Editor’s note: Uganda-based reporter Halima Abdallah of The East African developed this story at an environmental journalism workshop led by Eric Freedman, director of MSU’s Knight Center for Environmental Journalism which publishes The Food Fix.
Will the commercial viability of Lake Victoria and its ecosystem be sustained? This is the question arising from re-emergence of low value native species like dagaa against dwindling stocks of high-value species like the Nile perch.
Researchers are studying if people in Kenya are more likely to buy flour that has been certified free of the toxic fungus aflatoxin. It infests corn and can cause people to die.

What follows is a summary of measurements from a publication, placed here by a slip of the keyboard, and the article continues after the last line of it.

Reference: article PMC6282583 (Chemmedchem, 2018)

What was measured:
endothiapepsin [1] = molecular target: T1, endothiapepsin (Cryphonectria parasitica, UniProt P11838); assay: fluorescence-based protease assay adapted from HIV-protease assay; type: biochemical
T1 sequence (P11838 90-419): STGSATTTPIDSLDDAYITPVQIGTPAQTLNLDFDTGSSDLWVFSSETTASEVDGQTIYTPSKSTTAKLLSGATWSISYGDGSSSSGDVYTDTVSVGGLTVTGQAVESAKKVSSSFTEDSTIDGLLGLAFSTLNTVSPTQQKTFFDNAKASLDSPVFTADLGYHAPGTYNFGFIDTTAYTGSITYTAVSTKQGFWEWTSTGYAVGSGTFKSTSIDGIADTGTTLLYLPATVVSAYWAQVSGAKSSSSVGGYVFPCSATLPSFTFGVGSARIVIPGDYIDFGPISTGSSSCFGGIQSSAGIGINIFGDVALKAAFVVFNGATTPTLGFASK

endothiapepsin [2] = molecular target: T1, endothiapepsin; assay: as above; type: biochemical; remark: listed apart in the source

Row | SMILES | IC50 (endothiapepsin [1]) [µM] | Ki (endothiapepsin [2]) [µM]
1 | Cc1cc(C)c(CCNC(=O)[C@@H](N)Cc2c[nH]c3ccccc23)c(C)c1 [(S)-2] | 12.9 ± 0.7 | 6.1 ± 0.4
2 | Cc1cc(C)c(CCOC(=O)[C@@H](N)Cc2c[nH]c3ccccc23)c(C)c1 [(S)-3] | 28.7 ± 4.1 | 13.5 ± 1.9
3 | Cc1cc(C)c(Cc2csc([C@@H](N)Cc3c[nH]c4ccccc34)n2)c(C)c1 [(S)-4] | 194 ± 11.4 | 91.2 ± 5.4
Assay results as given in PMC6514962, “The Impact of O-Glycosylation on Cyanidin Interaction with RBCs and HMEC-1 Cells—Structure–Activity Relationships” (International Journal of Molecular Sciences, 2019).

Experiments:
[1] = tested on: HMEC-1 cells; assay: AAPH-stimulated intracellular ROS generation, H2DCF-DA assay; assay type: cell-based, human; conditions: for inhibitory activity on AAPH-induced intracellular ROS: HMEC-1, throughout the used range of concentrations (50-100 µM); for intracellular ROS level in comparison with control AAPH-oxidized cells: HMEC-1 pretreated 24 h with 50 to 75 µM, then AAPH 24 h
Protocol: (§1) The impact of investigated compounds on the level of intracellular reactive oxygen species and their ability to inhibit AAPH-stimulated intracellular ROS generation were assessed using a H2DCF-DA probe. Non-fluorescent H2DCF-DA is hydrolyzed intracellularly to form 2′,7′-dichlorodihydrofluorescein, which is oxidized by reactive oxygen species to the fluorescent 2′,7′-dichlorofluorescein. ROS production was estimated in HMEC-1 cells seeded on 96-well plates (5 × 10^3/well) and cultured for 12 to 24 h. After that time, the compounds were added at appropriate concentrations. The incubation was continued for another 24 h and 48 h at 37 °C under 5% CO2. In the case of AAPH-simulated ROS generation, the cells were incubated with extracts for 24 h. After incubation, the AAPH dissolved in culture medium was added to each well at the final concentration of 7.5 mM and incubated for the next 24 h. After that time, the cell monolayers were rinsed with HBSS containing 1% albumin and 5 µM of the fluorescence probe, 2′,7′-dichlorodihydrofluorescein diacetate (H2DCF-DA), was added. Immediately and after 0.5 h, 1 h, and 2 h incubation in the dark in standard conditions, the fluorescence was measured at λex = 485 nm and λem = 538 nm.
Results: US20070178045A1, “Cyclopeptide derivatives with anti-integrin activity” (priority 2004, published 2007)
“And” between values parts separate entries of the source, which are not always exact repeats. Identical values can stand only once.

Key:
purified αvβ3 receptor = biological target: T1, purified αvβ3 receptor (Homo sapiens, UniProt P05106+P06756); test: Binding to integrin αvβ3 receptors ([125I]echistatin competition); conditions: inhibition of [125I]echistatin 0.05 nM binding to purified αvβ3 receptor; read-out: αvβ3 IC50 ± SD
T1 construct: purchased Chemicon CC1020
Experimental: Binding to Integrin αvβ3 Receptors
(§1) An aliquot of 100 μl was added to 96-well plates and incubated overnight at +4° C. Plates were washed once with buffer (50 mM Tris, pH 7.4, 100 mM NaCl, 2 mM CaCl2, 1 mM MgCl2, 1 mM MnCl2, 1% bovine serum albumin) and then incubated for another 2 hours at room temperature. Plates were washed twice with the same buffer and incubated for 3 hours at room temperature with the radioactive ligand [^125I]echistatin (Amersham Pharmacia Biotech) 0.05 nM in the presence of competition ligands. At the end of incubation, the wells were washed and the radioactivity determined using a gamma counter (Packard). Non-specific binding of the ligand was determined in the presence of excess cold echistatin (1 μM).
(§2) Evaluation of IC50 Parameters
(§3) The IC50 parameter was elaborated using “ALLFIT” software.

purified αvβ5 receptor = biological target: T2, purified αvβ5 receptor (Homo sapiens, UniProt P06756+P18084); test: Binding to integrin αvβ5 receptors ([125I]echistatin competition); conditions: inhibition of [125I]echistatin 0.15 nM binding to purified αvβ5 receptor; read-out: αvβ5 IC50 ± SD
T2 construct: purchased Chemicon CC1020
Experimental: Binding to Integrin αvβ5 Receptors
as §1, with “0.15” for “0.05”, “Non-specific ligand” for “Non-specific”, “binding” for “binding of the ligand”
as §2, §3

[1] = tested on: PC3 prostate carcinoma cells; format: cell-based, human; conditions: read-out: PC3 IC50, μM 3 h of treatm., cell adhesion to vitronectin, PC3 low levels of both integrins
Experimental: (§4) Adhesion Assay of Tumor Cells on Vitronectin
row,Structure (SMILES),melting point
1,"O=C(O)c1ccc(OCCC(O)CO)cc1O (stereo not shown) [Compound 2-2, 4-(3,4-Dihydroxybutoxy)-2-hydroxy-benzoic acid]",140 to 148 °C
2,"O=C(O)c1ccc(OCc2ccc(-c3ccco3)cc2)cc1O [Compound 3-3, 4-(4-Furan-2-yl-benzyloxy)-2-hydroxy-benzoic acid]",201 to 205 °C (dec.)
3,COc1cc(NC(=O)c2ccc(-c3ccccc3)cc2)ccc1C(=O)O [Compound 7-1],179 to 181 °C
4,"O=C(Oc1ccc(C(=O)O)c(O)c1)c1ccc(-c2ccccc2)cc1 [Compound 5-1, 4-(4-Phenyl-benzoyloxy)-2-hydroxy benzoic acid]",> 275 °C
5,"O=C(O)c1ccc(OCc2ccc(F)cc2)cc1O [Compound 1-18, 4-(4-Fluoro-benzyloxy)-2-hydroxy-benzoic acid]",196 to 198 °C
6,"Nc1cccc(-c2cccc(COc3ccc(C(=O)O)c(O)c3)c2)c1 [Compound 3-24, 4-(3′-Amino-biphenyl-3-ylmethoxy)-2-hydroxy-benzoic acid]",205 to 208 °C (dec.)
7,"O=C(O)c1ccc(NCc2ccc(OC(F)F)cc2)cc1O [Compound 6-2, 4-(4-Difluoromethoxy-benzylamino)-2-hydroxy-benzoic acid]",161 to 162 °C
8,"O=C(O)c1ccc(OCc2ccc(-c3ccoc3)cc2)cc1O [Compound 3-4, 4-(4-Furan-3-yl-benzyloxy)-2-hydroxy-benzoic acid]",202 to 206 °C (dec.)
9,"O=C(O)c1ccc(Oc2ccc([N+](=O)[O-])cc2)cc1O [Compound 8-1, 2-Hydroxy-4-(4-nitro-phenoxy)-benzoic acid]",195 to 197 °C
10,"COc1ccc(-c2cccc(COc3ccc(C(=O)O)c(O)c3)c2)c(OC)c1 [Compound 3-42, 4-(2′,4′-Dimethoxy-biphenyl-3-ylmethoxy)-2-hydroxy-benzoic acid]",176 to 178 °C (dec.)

This video examines the work of Vivian Hoffmann, a research fellow at the International Food Policy Research Institute, and Christine Moser, an associate professor of economics at Western Michigan University.
Penn State’s Maryann Frazier and her team use cell phones to improve honey production. Project managers weekly call a network of Kenyan beekeepers to discuss best practices for the highest honey production that maximizes income. (Related video here.)
This talk given at a recent workshop of the Global Center for Food Systems Innovation is notable for what it borrows.
The innovation is the use of cell phones in a way that enables African beekeepers to share data. My favorite line comes early in the piece.
After showing an image of a western honey bee, researcher Maryann Frazier notes: “The true lifeline of this story, perhaps, especially in this initial intervention, is this fabulous little insect, one that you would not want to eat, John.”